He's seen the movie. He's heard about the hype. But still ...
"I didn't realize how big this was until I came a part of it," Jacob Smith said about the Little 500 relay-style bicycle race, traditionally held in late April at Indiana University.
Munster resident Smith is a junior at IU studying finance, accounting and technology management. This year he's taking on bicycle team management as he is the captain of the Dodds House racing team, one of the 33 qualifying teams for this year's race to be held April 26 at the Bill Armstrong Soccer Stadium.
Dodds House recorded a qualifying time of 2 hours, 30 minutes and 45 seconds, good enough for the 16th slot.
Smith has been part of the Dodds House Little 500 team since he was a freshman. He didn't go to Bloomington with a strong cycling background.
"I played soccer, football and swam in high school," said Smith, a Munster High School graduate, "but obviously I knew I wasn't going to do that here."
During his first year of residency at Dodds House, Smith was recruited to be part of its Little 500 team. This year is his first as team captain.
"It wasn't something I campaigned for," Smith said. "It may have been just my turn to do it after the other guys graduated."
As team captain, Smith organizes workouts — including core training — while making sure all the registration paperwork is in order and the subtle modifications to the standard-issue bikes are in place. He also has to make the "final four" decision in determining the Little 500 race-day squad.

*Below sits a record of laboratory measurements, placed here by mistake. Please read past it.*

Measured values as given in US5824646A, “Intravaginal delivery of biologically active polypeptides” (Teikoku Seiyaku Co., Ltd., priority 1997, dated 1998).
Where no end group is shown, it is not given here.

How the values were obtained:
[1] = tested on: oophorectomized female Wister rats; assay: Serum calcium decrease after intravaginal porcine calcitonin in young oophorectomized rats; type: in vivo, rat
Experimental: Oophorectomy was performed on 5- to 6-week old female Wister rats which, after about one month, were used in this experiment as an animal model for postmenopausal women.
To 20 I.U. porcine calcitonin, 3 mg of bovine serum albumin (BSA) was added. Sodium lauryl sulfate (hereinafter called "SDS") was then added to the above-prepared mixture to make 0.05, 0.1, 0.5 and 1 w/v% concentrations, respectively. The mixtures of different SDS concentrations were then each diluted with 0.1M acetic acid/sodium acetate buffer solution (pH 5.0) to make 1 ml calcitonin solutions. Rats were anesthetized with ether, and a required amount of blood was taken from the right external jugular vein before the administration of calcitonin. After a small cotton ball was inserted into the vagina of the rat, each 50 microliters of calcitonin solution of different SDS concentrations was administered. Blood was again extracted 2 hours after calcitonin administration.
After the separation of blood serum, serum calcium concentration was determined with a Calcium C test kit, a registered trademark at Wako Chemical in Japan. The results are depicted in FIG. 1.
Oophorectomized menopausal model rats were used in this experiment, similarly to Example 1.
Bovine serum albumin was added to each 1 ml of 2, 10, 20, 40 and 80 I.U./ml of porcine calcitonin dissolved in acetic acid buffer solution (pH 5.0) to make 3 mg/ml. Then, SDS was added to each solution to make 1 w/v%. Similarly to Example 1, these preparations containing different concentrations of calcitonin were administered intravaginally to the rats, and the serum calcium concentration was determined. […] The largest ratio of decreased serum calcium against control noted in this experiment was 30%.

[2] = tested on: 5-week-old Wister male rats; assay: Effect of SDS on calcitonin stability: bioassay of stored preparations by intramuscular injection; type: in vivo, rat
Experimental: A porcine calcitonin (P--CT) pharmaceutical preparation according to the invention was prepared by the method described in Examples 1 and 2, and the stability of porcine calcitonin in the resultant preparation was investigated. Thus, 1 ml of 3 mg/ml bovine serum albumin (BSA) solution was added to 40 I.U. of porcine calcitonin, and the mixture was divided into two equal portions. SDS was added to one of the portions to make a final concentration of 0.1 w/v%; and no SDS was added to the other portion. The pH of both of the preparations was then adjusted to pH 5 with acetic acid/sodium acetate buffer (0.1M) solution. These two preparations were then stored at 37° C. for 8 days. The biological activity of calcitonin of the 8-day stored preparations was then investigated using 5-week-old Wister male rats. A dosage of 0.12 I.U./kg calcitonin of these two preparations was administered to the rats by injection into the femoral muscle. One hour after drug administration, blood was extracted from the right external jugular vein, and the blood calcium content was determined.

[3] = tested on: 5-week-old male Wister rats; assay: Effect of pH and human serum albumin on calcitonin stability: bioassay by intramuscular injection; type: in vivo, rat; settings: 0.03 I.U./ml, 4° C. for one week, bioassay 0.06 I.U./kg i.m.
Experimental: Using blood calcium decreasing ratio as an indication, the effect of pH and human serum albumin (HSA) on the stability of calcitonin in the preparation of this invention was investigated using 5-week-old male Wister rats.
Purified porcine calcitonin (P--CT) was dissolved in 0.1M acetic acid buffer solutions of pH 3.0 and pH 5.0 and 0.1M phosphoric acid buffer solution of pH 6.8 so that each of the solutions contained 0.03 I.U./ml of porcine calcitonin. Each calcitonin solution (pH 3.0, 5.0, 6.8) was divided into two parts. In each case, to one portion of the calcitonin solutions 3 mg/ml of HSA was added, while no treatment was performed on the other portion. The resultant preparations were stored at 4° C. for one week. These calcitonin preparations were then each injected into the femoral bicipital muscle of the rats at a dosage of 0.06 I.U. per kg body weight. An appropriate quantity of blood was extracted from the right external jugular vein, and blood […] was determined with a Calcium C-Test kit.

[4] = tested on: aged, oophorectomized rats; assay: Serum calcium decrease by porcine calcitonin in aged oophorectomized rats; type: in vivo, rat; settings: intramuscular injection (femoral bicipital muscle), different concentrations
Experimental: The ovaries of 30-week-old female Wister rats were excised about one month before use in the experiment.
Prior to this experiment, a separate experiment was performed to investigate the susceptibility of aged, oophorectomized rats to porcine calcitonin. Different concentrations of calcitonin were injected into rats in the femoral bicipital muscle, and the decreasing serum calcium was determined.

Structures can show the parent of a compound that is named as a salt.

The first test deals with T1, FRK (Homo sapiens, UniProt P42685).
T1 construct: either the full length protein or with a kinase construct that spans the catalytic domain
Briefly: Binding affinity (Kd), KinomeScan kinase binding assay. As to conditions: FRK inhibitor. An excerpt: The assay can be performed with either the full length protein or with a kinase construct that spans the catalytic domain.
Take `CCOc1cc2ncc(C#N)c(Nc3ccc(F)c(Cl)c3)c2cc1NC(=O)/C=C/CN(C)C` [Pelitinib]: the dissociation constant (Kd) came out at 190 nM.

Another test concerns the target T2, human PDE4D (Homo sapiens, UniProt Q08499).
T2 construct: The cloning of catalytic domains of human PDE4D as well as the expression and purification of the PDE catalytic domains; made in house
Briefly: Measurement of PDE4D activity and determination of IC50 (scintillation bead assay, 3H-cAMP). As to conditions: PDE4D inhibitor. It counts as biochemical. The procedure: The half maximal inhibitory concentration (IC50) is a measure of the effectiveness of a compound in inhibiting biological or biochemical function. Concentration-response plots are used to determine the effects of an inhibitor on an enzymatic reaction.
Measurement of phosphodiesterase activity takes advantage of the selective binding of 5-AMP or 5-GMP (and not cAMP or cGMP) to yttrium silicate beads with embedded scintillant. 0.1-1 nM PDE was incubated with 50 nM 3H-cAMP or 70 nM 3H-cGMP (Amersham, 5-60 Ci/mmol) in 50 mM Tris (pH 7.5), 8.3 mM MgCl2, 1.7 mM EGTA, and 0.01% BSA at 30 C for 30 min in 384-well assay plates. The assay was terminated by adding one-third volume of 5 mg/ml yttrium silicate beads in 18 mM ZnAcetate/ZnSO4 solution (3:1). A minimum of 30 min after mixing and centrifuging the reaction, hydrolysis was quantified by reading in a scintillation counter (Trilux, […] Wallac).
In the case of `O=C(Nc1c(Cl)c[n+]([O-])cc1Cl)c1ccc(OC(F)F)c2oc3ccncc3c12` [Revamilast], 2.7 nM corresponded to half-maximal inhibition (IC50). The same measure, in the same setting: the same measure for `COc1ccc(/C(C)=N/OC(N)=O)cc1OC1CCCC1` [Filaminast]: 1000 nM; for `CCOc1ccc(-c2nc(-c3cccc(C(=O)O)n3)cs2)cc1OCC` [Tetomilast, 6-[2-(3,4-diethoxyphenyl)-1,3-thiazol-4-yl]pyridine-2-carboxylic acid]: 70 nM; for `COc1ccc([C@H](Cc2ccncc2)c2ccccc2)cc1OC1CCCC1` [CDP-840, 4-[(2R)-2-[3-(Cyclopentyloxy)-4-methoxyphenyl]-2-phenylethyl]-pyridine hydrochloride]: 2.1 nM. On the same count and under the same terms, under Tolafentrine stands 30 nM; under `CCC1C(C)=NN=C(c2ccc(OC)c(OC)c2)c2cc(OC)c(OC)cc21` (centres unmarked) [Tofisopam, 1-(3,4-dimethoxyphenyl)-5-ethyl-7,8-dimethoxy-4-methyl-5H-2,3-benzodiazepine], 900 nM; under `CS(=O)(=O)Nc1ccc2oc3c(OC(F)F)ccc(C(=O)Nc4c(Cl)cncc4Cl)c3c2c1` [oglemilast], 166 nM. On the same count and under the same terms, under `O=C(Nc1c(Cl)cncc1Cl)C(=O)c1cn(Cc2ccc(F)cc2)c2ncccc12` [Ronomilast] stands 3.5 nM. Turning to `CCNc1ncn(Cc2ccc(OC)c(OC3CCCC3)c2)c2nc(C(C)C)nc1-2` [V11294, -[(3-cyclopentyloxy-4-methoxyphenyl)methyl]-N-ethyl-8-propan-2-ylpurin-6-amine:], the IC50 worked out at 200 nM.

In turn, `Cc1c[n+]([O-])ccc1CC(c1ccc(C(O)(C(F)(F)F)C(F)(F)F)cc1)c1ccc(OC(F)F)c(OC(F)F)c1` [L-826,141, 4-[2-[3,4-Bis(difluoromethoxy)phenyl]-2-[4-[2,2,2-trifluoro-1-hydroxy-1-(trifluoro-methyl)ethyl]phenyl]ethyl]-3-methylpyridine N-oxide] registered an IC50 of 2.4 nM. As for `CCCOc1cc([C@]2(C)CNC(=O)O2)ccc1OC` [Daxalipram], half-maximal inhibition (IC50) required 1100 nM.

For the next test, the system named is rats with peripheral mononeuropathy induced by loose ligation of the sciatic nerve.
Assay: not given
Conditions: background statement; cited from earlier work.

"We have five cyclists on our team, but only four can be part of the race," Smith said. "It's a tough decision, but mostly it's a cut-and-dried decision when you consider the (individual) times recorded at the 'Team Pursuit' competition (April 13) weeks before the Little 500."
The event was founded in 1951 by Howdy Wilcox Jr., executive director of the Indiana University Student Foundation. Modeling the race after the Indianapolis 500, which Wilcox's father won in 1919, the Little 500 also consists of 200 laps — but on a quarter-mile track compiling 50 miles.
Dodds House has won the Little 500 twice: in 1998 and 2005. Beta Theta Pi won last year's race.
"Usually, the team to beat are the 'Cutters'," Smith said of the perennial power, which has won six Little 500 races over the past 10 years — five straight from 2007-2011.
Apart from the storyline of the acclaimed film Breaking Away, the "Cutters" are not comprised of non-enrolled locals. All Little 500 participants are required to be IU undergraduates with at least a 2.0 grade point average.
"This year's race should be up for grabs," Smith said. "Many of the stronger cyclists from last year have graduated, and most of the teams are pretty young."
Smith plans to take an intern job in Arizona during the summer before returning to Bloomington next fall. If he again participates in the Little 500 the following spring, it will be his last, as students are only allowed to compete four times.
"From what I understand, it's the only intramural sport that gets national television exposure," Smith said. "We can thank (IU grad and Dallas Mavericks owner) Mark Cuban for that."
The movie helped, too.